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Big Tech Censorship Interferes with Democracy

The liberal media likes to hype that a lack of social media censorship and free speech online are ruining our democracy. But podcast host Joe Rogan has a different take.

The host of the Joe Rogan Experience Joe Rogan told Democratic Party presidential primary candidate Rep. Tulsi Gabbard (D-HI) on the Nov. 26 episode that Big Tech companies are “interfering with democracy.” And Gabbard, who is suing Google for $50 million and accused the platform of suspending her campaign’s advertising account at a critical period after a Democratic presidential primary debate, ostensibly agreed.

“This is bigger than just the loss in opportunity that my campaign had because this happened on that night during that peak period,” Rep. Gabbard claimed. “Its a bigger issue about the power that this corporation has in Google in interfering essentially in fair elections and in what kind of information they’re willing to put in front of people.”

By contrast, Sen. Mazie Hirono, also from Hawaii, and the top Democrat on Cruz’s Judiciary subcommittee, reportedly blasted Republicans for accusing Big Tech of censorship and rigging the system, saying that they were “browbeating the tech industry for a problem that does not exist” at a July hearing.

Rogan condemned the massive power of Big Tech companies like Google, suggesting that they are “interfering with democracy in this weird, sort of, semi-legal way.”

Rogan later cited how Canadian feminist Meghan Murphy was banned from Twitter for life due to her posts arguing that men and women are not interchangeable. “You can’t even have opinions on things that are controversial without being removed from the discourse,” said Rogan. He added that this is especially dire because “you don’t have the First Amendment protecting people from a legitimate opinion that’s actually based on, you know — whether you like it or not — biological science.”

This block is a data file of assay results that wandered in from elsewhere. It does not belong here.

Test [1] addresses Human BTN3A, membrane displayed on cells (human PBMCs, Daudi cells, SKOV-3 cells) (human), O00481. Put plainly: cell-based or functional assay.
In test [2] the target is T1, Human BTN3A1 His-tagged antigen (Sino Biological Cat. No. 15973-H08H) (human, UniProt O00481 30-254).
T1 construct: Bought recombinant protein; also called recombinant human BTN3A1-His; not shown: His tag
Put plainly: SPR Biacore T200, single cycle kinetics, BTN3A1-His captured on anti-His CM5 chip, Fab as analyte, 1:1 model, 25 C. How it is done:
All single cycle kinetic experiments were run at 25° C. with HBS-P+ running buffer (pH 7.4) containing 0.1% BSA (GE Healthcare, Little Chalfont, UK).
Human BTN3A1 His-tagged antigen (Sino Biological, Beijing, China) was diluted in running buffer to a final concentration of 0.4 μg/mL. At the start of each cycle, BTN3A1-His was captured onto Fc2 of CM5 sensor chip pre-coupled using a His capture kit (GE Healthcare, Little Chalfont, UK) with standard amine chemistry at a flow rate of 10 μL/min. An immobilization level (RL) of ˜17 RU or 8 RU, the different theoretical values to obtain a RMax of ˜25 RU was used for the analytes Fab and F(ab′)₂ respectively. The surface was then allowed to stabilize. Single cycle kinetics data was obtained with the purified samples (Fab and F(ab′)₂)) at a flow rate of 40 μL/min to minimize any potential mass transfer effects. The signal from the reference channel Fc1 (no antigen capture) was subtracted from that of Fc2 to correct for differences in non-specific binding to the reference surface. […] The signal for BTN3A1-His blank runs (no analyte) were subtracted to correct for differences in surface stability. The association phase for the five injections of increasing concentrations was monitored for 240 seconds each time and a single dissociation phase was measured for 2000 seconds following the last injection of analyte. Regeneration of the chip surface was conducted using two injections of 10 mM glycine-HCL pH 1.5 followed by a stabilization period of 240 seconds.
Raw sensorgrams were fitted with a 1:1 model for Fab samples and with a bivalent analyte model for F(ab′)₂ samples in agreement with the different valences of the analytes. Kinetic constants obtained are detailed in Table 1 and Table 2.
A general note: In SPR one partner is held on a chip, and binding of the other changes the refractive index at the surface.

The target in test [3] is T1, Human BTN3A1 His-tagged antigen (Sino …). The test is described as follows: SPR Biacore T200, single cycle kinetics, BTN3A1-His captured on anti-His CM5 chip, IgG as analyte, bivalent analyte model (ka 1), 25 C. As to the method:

Gabbard seemed to agree with Rogan on this point as well, and condemned this sort of politically correct authoritarianism and Cancel Culture phenomenon that “threatens the kind of freedom of speech and discourse that I think we’ve celebrated in this country for so long.”

She suggested that America has been “the country where you can stand up and say what you believe no matter how terrible I may think it is, or how strongly I may disagree with it.”

Gabbard also mentioned how Sen. Kamala Harris (D-CA) called for President Donald Trump to be deplatformed from Twitter. “I was asked about it by a reporter shortly after she had made this announcement,” Gabbard recounted, before adding that she responded, “I disagree with — not everything — but a lot of what Trump says, but freedom of speech, freedom of speech. So, no. I completely disagree with her.”

Continuing to discuss the Big Tech censorship conundrum, Rogan asked Gabbard for what she believes is a potential solution.

Along with breaking up what she considered to be Big Tech monopolies, Gabbard suggested that Congress needs to begin “digging down” and “passing laws that provide actual oversight and a level of accountability to ensure that our freedom of speech and our freedom to access information is not impeded by these tech giants, whether it’s for their own profits or to pursue their own political interests.”

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